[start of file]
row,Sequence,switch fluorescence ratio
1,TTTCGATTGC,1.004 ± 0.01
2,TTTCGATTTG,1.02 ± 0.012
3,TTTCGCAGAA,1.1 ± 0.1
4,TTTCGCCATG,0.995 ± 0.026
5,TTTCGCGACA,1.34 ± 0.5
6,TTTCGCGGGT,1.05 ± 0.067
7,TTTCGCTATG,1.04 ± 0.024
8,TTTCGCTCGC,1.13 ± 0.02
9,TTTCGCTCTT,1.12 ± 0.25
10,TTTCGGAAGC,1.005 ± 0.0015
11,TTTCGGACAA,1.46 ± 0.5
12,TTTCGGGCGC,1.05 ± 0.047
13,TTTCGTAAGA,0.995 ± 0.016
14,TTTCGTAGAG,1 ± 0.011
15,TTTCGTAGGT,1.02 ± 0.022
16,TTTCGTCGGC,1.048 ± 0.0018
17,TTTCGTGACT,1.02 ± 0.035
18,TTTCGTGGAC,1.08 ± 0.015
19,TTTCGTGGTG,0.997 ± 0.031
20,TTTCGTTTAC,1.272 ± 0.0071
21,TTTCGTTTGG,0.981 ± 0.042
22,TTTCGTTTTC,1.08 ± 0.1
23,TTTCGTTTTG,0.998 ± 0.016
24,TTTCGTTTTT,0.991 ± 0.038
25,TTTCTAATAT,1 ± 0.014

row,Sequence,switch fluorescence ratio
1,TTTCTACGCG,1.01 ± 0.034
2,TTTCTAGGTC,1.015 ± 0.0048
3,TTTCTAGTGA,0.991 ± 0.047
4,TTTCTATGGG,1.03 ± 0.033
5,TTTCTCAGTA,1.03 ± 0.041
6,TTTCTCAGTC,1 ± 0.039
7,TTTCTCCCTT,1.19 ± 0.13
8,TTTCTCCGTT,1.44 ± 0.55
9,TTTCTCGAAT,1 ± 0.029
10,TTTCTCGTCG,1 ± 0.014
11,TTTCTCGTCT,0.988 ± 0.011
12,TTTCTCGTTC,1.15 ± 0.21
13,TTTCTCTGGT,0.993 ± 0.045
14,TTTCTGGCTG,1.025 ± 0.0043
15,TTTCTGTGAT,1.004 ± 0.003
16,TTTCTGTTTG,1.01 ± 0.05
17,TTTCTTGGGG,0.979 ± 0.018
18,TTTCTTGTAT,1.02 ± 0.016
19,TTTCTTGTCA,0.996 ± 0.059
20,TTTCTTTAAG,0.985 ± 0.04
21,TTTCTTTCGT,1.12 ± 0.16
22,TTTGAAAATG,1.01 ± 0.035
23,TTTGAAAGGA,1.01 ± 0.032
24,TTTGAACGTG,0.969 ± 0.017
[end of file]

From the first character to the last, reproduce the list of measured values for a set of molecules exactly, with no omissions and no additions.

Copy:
row,Sequence,switch fluorescence ratio
1,TTTCGATTGC,1.004 ± 0.01
2,TTTCGATTTG,1.02 ± 0.012
3,TTTCGCAGAA,1.1 ± 0.1
4,TTTCGCCATG,0.995 ± 0.026
5,TTTCGCGACA,1.34 ± 0.5
6,TTTCGCGGGT,1.05 ± 0.067
7,TTTCGCTATG,1.04 ± 0.024
8,TTTCGCTCGC,1.13 ± 0.02
9,TTTCGCTCTT,1.12 ± 0.25
10,TTTCGGAAGC,1.005 ± 0.0015
11,TTTCGGACAA,1.46 ± 0.5
12,TTTCGGGCGC,1.05 ± 0.047
13,TTTCGTAAGA,0.995 ± 0.016
14,TTTCGTAGAG,1 ± 0.011
15,TTTCGTAGGT,1.02 ± 0.022
16,TTTCGTCGGC,1.048 ± 0.0018
17,TTTCGTGACT,1.02 ± 0.035
18,TTTCGTGGAC,1.08 ± 0.015
19,TTTCGTGGTG,0.997 ± 0.031
20,TTTCGTTTAC,1.272 ± 0.0071
21,TTTCGTTTGG,0.981 ± 0.042
22,TTTCGTTTTC,1.08 ± 0.1
23,TTTCGTTTTG,0.998 ± 0.016
24,TTTCGTTTTT,0.991 ± 0.038
25,TTTCTAATAT,1 ± 0.014

row,Sequence,switch fluorescence ratio
1,TTTCTACGCG,1.01 ± 0.034
2,TTTCTAGGTC,1.015 ± 0.0048
3,TTTCTAGTGA,0.991 ± 0.047
4,TTTCTATGGG,1.03 ± 0.033
5,TTTCTCAGTA,1.03 ± 0.041
6,TTTCTCAGTC,1 ± 0.039
7,TTTCTCCCTT,1.19 ± 0.13
8,TTTCTCCGTT,1.44 ± 0.55
9,TTTCTCGAAT,1 ± 0.029
10,TTTCTCGTCG,1 ± 0.014
11,TTTCTCGTCT,0.988 ± 0.011
12,TTTCTCGTTC,1.15 ± 0.21
13,TTTCTCTGGT,0.993 ± 0.045
14,TTTCTGGCTG,1.025 ± 0.0043
15,TTTCTGTGAT,1.004 ± 0.003
16,TTTCTGTTTG,1.01 ± 0.05
17,TTTCTTGGGG,0.979 ± 0.018
18,TTTCTTGTAT,1.02 ± 0.016
19,TTTCTTGTCA,0.996 ± 0.059
20,TTTCTTTAAG,0.985 ± 0.04
21,TTTCTTTCGT,1.12 ± 0.16
22,TTTGAAAATG,1.01 ± 0.035
23,TTTGAAAGGA,1.01 ± 0.032
24,TTTGAACGTG,0.969 ± 0.017